Plastic packaging, in particular, has become a major point of contention for environmentally conscious consumers. Recent reports have detailed how the majority of plastic packaging has little to no market in the recycling stream and ends up in landfills despite consumer efforts.
“We must recognize that plastic has been a godsend for certain aspects of our lives, and we should respect that,” says May, pointing to medical supplies as a major industry that has benefitted from plastics. “But for the vast majority of plastics, there is no way to recycle it. Long term, we should be deciding how much plastics we should be manufacturing.”
“I think an extended producer responsibility for packaging program could help with that problem quite a bit,” argues Albis. “First of all, it would encourage manufacturers to use more recyclable material for their packaging, so that might mean a shift away from plastic to a type of material that’s more readily recyclable.”
“The best way to do that is to be able to manufacture materials that go into a circle, and that they’re continually at the end of their life returning to industry and being used again,” adds May. “That’s the Holy Grail. It’s not easy to do. But we need to be going in that direction.”
The proposed plan is to reduce waste at the source through something called Extended Producer Responsibility (EPR). It is at the core of one of two bills currently before the Connecticut General Assembly. Under the legislation, manufacturers would be held financially responsible for disposing of/recycling the waste associated with their products. Ultimately, the goal is to incentivize companies to reduce the amount of waste they create.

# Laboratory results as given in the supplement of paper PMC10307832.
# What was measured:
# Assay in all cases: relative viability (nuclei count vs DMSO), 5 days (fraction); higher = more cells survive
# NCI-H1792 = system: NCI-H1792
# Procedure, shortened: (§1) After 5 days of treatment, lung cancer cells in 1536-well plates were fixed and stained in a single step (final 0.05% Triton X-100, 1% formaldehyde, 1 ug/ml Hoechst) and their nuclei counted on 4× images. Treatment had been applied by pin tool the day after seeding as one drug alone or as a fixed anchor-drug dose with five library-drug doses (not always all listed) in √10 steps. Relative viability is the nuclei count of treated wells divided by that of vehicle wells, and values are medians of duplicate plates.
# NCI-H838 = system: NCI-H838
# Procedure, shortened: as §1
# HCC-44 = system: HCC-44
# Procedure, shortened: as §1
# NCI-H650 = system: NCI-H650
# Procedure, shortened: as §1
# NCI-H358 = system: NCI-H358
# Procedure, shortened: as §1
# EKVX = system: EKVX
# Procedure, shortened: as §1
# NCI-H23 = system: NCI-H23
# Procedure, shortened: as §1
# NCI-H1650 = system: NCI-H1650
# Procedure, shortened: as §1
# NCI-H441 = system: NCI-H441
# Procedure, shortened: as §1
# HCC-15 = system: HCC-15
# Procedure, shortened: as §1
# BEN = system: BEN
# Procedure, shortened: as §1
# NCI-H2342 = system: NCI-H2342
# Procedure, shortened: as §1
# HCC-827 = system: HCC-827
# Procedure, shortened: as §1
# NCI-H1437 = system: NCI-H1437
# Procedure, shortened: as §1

“We estimate, based on the experience of other jurisdictions that have extended producer responsibility for packaging in Europe and Canada and elsewhere, would increase recycling rates to 75 or 80% and potentially remove up to 190,000 tons per year of material from the waste stream into the recycling stream.”
Opposition to the proposal comes from, perhaps, a surprising source. While some critics have argued that increasing costs to manufacturers would mean higher costs passed on to consumers, the most vocal opponents have been trash haulers. During the public comment period for the bill, owners of hauling companies and recycling plants said EPR would reduce their potential business and lower incentives to expand facilities.
“Passing an EPR for consumer packaging bill will be a shift to an entirely new program, but will not help move Connecticut forward,” said Ryan Cournoyer, a Process Engineer for Van Dyk Recycling Solutions in Norwalk. “Instead, it will create instability and insecurity in the marketplace. I’ve personally seen the situation in Ontario where the stewardship programs have taken years to develop and halted further progress and investment at the municipal level and by MRF operators due to uncertainties for the future.”
Most of those opposing the bill believe that Connecticut’s current recycling system Is not only adequate but ranks among the best in the nation. Cournoyer argued that plants are constantly working to make upgrades and process materials for a profit, actions that would be slowed or halted as the state made the shift to a new EPR system. Those sentiments were echoed in additional testimony.